A group of scientists with too much time on their hands, over at the brilliant Evil Mad Scientist Laboratories website, have produced a guide to the monetary density of things, or in other words the value per pound of various commodities, from flour through to kobe beef, marijuana, human blood, gold, cocaine and antimatter. Are some drugs literally worth their weight in gold as Transform have claimed? - lets see....
|Item||Price per pound|
|All purpose flour||$0.52|
|Bulk hemp fiber||$12|
|Maine Coon Cat (Pet quality ~20 lbs)||$50|
|Uranium (as U3O8)||$65|
|Kobe Beef Filet Mignon||$112|
|One Dollar Bills||$454|
|Two Dollar Bills||$907|
|Lottery Tickets (California $1 scratch-offs)||$907|
|Five Dollar Bills||$2,268|
|Ten Dollar Bills||$4,536|
|Twenty Dollar Bills||$9,072|
|Any object brought to ISS||At least $10,000|
|Fifty Dollar Bills||$22,680|
|Hundred Dollar Bills||$45,359|
|Good-quality, one-carat diamonds||$11.4 M|
So there you have it. Cocaine is worth way more than gold, platinum or sending stuff into space by rocket, whilst LSD, a pound of which will set you back a cool $55 million dollars, is second only in cost to a pound of antimatter that, at $26 Quadrillion, will cost you more than all your pocket money (even if you save up for absolutely ages).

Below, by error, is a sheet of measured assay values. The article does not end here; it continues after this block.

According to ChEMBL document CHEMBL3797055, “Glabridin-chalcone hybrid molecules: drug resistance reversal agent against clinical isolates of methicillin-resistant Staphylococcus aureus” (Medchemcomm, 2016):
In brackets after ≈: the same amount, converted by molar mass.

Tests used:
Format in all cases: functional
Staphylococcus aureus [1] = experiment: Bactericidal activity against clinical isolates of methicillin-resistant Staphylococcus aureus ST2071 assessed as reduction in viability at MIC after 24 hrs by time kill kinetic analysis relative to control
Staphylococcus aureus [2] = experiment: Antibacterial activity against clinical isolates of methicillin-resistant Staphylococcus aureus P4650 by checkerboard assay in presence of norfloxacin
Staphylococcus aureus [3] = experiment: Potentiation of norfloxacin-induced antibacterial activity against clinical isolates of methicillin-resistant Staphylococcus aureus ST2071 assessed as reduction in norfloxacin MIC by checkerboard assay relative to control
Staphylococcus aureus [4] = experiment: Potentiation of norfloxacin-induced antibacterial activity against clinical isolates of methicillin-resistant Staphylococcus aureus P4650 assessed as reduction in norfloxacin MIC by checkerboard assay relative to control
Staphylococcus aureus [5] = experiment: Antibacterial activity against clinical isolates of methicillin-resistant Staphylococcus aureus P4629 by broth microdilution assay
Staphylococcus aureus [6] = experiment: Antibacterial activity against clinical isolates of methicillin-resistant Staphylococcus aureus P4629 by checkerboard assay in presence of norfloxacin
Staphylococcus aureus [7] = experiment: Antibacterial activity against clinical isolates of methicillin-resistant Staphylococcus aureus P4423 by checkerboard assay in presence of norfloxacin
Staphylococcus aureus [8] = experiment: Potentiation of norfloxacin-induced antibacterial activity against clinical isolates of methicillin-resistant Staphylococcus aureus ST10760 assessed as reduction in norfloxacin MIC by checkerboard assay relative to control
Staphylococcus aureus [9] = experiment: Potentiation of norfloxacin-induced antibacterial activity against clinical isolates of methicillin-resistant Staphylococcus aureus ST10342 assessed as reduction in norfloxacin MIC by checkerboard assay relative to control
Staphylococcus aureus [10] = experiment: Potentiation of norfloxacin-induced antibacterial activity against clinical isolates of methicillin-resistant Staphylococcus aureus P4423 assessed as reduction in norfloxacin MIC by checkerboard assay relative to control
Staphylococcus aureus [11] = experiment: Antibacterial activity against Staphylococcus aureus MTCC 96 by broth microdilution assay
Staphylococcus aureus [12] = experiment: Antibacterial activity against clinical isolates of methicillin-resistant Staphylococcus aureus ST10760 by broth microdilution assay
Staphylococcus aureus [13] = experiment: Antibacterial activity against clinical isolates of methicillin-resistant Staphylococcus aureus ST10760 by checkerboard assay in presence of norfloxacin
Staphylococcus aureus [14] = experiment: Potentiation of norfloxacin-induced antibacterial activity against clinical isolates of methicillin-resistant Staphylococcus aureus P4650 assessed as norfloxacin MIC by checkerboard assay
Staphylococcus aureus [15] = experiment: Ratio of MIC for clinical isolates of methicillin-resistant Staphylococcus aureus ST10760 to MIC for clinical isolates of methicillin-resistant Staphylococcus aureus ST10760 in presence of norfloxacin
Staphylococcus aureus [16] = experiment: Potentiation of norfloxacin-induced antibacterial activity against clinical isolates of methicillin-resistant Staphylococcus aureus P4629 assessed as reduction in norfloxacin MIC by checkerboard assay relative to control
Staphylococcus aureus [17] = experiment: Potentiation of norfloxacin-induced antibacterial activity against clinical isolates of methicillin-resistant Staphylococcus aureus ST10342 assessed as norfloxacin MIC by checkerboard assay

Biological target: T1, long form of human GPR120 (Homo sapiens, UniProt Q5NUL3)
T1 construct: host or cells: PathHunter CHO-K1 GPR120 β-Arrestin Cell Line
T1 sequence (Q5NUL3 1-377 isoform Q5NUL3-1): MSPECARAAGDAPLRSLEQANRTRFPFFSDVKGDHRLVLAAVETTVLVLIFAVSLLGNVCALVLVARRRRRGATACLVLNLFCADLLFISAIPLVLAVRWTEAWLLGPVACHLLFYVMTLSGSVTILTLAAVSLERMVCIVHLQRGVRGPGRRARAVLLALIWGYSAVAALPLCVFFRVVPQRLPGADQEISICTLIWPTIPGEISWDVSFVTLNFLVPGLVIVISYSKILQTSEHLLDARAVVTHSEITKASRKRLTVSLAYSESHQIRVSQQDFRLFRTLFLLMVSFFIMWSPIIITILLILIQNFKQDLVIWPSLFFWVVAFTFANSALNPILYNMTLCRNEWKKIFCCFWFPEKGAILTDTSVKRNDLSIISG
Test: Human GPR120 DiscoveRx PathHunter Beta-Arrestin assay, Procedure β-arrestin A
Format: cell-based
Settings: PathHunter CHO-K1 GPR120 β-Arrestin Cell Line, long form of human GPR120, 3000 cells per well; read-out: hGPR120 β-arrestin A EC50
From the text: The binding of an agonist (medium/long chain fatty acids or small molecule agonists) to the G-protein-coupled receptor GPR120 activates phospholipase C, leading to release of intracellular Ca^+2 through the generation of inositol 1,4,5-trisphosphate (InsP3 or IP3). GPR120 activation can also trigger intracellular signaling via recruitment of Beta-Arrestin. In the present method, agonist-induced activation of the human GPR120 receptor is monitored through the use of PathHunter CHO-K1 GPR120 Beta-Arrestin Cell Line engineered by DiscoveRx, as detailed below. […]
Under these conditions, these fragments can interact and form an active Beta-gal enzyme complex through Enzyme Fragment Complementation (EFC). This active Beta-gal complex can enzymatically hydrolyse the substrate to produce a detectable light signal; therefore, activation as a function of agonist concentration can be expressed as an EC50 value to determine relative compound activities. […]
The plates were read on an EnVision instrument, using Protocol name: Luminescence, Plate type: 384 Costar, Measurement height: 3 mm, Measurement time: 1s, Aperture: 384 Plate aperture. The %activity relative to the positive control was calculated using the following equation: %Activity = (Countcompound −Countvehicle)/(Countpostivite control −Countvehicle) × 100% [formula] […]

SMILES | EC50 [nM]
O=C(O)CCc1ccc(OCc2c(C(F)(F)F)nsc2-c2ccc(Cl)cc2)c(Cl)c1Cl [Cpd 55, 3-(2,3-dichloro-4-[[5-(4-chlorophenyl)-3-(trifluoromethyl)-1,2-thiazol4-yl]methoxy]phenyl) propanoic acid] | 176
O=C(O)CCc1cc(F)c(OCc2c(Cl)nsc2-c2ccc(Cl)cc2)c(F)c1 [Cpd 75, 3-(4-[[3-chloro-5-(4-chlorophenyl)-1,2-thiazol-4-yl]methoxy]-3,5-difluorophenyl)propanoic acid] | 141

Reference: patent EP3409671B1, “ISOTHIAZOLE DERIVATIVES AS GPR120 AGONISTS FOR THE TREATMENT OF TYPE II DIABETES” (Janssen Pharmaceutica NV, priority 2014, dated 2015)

Marijuana/cannabis, it turns out, costs more that uranium, human blood, and saffron, as well being more than ten times as expensive as silver.
It should, of course, be pointed out that the ridiculously inflated prices of illegal drugs are specifically due to the fact that they are illegal rather than reflecting intrinsic value or production costs. The risks carried by the producers and suppliers are translated into inflated prices, their blatant profiteering pushing prices still higher - often by several 1000 percetange points. Unlike saffron, for example, which is laboriously produced from individual dried stigma of the saffron crocus, marijuana is laughably easy to produce in large quantities for almost no cost. Similarly, cocaine would probably cost no more than asprin to produce, were it a more conventional legally regulated product. This graphic reproduced in the recent UKDPC report on drug markets illustrates the point:
Lets just hope no-one finds a way of smoking antimatter.